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An interview with Jina Ortiz, a graduate of the PMC’s MFA in Creative Writing program, by Tanya Whiton, Associate Director of the program, on the occasion of publishing All about Skin. Short Fiction by Women of Color.

What inspired you to do an anthology of short fiction by women of color?

My co-editor Rochelle Spencer and I wanted to do a NEW anthology of short fiction by women of color because we had not seen one in the academic market in over 20 years! We felt that we were providing an answer to a problem in the literary publishing industry. We also wanted to show a variety of styles from the realistic to the highly experimental and surreal. We thought that there are a great number of women writers writing in innovative ways, and about topics that pertain to women of color in particular.

What themes did you find recurring in the work of contributors?

The anthology is divided into three thematic sections. Well, I would define this loosely because there are too many to count, but we tried to organize so each section loosely represent the themes of coming of age, reinvention, and borderlands. In addition, the style of writing, and also the content impacts the order of the stories. All in all, extremely strong work—from the first story you read to the twentieth-seventh.

What surprised you about the process of putting the anthology together?

The process of putting the anthology together required, at times, a lot of patience. It was quite challenging to select only a certain number of stories; we had an overwhelming number of strong submissions. In addition, we received an enormous amount of encouragement and support, from our wonderful contributors, from individuals in the writing community, and from the University of Wisconsin Press.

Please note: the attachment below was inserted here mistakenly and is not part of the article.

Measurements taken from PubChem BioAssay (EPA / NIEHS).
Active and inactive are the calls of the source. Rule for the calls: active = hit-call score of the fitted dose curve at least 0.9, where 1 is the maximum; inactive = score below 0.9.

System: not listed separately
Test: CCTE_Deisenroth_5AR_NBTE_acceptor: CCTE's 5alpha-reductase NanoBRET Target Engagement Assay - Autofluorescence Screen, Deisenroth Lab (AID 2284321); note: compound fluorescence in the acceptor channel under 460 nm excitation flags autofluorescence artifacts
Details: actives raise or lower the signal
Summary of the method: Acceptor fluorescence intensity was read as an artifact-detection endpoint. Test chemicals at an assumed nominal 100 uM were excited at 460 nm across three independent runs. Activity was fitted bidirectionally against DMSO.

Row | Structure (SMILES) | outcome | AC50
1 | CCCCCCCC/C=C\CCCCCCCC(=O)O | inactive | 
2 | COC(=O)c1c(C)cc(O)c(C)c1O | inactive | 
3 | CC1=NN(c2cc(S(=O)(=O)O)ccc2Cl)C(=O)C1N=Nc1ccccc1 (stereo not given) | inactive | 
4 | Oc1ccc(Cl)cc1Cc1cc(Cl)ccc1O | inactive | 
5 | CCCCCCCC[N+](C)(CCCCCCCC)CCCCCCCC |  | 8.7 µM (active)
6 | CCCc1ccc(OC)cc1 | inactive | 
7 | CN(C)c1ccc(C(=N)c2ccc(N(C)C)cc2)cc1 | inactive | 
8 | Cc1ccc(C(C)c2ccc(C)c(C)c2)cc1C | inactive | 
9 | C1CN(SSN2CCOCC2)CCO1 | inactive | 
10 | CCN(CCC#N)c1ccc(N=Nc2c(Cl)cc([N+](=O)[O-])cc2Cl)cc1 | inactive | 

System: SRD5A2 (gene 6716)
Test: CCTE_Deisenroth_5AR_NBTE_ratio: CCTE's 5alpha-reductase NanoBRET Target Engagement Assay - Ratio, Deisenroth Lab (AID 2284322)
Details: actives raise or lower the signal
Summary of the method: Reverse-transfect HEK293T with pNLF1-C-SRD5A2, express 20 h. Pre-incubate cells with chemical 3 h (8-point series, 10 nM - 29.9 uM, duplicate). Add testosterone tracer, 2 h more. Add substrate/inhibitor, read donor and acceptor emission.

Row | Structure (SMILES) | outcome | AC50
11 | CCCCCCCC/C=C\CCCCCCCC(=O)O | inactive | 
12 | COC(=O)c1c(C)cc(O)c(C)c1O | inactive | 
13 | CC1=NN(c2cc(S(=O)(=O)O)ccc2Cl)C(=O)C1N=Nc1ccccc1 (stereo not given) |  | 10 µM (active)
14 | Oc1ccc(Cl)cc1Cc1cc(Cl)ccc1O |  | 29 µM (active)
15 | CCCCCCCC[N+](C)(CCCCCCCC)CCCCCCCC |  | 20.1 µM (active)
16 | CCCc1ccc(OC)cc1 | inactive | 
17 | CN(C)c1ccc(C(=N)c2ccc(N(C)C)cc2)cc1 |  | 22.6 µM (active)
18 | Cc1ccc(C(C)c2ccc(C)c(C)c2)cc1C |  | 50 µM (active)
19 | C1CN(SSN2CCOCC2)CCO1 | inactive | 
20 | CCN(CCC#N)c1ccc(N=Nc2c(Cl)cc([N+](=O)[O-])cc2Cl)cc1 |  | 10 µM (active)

How did your experience as a student (and now graduate!) of the Solstice MFA Program influence or impact your work on this project?

I believe that my experience at the Solstice MFA program has been the most valuable experience of my professional writing career. I feel great gratitude for all my mentors at Pine Manor College, Program Director Meg Kearney and Associate Director Tanya Whiton. I feel the constant love and support from my fellow MFA classmates, and alumni and future alumni. I have been truly blessed that I have a writing/MFA family that has supported my poems and fiction unconditionally and consistently throughout the years—it is quite humbling to receive so much love and care for one’s writing career.

About the editors:

Jina Ortiz is a writer and poet whose works have appeared in many publications, including the Afro-Hispanic Review, Solstice: A Magazine of Diverse Voices, and New Millennium Writings. She lives in Worcester, Massachusetts, where she is an adjunct professor of English at Quinsigamond Community College. She is a graduate of the Solstice MFA in Creative Writing Program.


Rochelle Spencer is a writer who has contributed to many publications, including Callaloo, African American Review, Poets & Writers, Publishers Weekly, and Mosaic. She is completing a doctorate focusing on Afro futurism and is on the Board of Directors for the Hurston-Wright Foundation.

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